Schwarzenegger: The business changes. The studios, since they've been absorbed by bigger entities, are looking at moviemaking as much more of a business (instead of), 'Let's do something fun or create something artistic.' There are stocks involved and shareholders. So, it's a different structure, but the movies still are getting made. The corporate structure is not so comfortable with being at risk themselves, so they'll diversify; they'll bring in some French money or German money or make a partnership deal with Japan. They don't want to have all their eggs in one basket, which, you know, you can't blame them for that. But the whole idea, the way it was when (Jack L.) Warner started his studio or what (Walt) Disney did -- where it was their idea, they raised the money and they went all the way until it was on the screen -- that is pretty much gone.

THR: Do you have any aspirations to return to Hollywood at some point further down the road?
Schwarzenegger: First of all, I never think about what I'll do four years from now because why would I be interested in that? You have to plan so many things that that's actually a fun thing not to plan. In fact, the day before I announced (my 2003 gubernatorial candidacy) on (NBC's) "The Tonight Show With Jay Leno," I didn't know what I was going to say. Therefore, why would I make a plan four years ahead?

In the business world, you like to be disciplined, you like to plan, you like to make the appointments, you like to have a vision: Where's California going to be 20 years from now? I'm a fanatic about that because California really didn't have a vision for so long. You could go to any street in any city or any town and ask someone, and no one could give you an answer. But now people know: We're going to rebuild California. We're going to build our roads, we're going to build our schools. So I like that because for that you need to plan, you need the people's approval, you need to bring legislators together -- you need to have a vision. But in (one's) personal life, I think it's much more fun to just not know.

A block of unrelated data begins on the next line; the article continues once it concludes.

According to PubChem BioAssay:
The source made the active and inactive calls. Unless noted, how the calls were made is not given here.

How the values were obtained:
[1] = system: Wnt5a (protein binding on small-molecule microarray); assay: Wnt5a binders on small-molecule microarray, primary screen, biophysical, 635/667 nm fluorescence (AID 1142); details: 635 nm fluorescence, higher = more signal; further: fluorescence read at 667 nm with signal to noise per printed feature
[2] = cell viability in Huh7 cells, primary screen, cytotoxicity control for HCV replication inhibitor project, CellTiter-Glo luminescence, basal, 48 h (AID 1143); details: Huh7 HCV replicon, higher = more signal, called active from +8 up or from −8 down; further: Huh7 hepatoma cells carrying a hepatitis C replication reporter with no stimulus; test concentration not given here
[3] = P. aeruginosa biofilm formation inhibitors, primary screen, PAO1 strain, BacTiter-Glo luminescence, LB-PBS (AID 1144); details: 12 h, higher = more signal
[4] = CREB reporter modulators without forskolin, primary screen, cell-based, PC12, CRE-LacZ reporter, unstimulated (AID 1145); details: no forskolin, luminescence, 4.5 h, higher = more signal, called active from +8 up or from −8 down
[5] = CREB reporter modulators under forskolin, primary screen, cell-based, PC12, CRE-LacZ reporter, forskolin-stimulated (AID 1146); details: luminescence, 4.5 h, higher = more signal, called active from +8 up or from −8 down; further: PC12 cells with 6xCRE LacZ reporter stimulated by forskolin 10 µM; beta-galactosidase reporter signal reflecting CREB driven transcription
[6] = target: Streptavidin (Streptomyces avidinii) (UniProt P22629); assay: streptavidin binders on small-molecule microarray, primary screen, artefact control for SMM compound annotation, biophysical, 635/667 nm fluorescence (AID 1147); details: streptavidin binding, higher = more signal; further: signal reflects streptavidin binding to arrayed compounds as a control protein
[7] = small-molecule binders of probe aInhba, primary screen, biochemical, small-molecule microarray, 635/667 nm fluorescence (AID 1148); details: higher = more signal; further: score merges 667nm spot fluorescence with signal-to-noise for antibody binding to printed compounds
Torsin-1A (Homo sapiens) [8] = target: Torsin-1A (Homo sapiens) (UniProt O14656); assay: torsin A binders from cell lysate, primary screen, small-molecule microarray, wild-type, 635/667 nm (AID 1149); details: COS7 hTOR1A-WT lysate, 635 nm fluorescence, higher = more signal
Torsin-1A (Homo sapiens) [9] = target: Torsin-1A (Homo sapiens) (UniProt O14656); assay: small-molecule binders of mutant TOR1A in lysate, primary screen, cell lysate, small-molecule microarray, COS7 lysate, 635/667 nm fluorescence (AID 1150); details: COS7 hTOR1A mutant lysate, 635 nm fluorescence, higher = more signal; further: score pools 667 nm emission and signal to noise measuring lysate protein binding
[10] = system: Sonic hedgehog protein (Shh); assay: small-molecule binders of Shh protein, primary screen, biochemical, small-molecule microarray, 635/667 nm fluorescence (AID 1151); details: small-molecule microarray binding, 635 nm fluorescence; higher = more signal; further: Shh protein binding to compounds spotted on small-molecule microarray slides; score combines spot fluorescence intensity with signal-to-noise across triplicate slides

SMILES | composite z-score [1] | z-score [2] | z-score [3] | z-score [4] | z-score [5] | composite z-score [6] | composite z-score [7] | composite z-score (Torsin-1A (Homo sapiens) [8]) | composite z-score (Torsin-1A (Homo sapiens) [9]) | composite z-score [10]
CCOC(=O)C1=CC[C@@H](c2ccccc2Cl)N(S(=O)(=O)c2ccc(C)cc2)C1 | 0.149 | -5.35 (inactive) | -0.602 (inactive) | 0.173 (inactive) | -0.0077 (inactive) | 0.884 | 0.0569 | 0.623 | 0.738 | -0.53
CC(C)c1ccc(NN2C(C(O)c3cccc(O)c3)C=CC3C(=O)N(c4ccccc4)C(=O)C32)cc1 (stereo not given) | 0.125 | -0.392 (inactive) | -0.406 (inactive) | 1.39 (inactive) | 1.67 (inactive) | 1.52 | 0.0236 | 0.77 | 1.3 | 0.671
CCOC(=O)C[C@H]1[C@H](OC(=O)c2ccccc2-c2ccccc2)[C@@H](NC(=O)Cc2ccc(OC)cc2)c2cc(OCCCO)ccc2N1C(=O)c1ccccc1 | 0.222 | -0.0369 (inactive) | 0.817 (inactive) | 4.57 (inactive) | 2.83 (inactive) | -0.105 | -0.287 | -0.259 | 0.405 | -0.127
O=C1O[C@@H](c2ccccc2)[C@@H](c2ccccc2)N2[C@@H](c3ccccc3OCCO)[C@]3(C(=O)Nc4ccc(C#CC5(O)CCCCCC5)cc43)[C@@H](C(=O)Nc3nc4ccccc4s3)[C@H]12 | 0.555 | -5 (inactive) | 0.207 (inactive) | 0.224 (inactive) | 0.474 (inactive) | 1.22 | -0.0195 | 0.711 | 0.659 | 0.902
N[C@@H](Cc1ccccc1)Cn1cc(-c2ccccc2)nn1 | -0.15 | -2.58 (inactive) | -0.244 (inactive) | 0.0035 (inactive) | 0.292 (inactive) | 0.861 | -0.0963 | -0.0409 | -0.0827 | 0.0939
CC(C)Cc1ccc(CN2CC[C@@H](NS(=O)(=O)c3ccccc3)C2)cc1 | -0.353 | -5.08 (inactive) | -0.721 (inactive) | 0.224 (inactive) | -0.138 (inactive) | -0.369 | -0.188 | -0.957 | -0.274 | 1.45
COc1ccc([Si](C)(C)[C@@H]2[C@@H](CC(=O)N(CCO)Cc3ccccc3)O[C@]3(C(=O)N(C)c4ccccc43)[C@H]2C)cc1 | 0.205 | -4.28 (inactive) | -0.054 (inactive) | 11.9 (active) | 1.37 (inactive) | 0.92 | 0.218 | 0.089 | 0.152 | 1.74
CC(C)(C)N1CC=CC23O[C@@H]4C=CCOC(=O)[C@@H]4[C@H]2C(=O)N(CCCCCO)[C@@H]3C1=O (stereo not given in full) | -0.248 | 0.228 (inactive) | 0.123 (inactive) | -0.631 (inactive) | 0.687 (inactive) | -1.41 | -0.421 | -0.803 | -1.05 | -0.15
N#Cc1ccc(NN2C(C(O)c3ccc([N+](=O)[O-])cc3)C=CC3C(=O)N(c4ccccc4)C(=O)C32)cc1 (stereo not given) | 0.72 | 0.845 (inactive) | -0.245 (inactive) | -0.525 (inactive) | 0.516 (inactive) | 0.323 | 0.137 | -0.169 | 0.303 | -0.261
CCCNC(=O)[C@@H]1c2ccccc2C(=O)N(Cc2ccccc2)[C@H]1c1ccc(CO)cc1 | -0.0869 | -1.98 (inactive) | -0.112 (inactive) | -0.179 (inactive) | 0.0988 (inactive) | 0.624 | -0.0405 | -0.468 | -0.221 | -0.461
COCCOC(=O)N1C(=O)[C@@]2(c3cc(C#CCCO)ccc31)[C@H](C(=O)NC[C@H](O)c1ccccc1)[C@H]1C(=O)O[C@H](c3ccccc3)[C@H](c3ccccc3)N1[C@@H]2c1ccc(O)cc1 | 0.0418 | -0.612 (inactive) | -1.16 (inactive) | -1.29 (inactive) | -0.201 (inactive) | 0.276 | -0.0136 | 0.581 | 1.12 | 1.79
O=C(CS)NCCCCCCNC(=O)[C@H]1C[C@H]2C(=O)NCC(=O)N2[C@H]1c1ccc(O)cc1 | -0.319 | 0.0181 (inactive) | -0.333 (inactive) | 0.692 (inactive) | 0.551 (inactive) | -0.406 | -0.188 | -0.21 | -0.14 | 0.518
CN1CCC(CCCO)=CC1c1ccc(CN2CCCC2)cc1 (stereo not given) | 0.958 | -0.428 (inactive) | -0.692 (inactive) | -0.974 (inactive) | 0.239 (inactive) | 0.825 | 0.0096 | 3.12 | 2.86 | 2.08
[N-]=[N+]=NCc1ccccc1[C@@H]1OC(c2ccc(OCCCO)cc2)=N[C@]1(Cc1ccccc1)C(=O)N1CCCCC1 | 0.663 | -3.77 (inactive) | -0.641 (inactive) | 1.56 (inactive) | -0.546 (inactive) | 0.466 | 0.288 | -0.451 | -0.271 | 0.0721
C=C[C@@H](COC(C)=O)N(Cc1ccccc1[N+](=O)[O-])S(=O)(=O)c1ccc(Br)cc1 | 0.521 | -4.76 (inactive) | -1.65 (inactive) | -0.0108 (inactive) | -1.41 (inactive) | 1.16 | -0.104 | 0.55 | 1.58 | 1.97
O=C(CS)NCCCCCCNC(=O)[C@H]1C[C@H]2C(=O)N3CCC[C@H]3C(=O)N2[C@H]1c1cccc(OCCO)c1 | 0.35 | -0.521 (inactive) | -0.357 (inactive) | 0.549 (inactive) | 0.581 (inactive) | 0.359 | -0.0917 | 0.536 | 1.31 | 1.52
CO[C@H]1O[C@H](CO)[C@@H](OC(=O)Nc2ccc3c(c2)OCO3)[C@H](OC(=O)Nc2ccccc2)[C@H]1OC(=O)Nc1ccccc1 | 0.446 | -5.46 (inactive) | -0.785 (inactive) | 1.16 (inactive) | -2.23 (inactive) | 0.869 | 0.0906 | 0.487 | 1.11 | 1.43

Because how do you know how you'll feel two years from now? Or four years from now? You may feel totally different. So, why schvitz over now with, 'What is my plan?' With the recall, no one could have planned any of that. When I was finished with (2003's "Terminator 3: Rise of the Machines") promotion -- the last city was Mexico City, I remember, July 31 -- all of a sudden, they say they've got the signatures, and there will be a recall. How could you have planned that four years before?

No such thing. Some people like to know, but I left Austria because I was sick and tired of people coming up to me in school and saying, "I'm going to work for this bank," or "I'm going to work for the police or go into the military or work for the government because then I'll have my health insurance and have my pension." The thought of worrying when you were 18 about who is going to pay your pension -- can you imagine how depressing? Worrying 50 years ahead. That's not my style.

That's why I never did a TV series, either, because I didn't like the idea that you go to work in the morning, and you know that three years from now, you're still going to go to the same set and work with the same people, and five years from now if everything goes well, you'll still be with the same people. I like a little more uncertainty in my personal life. But with government, I like certainty: plans, vision, bringing people together and getting things done. Those may seem like two opposites, but for me, they go hand in hand.

THR: What are your biggest successes and your biggest disappointments from your first term in office?
Schwarzenegger: All of the stuff I accomplished I'm proud of, and all the stuff I didn't accomplish I'm upset about! (Laughs) It's very simple.

THR: We need a dramatic moment here.
Schwarzenegger: I did a pump for the whole year on the special election and it just didn't work. It was obviously the wrong approach, to rush it that much, and not to be inclusive enough. Mistakes were made. So I'm disappointed in those things that didn't work. But we will go back and readdress those things, and we will get it done one way or another.


Gov. Schwarzenegger inauguration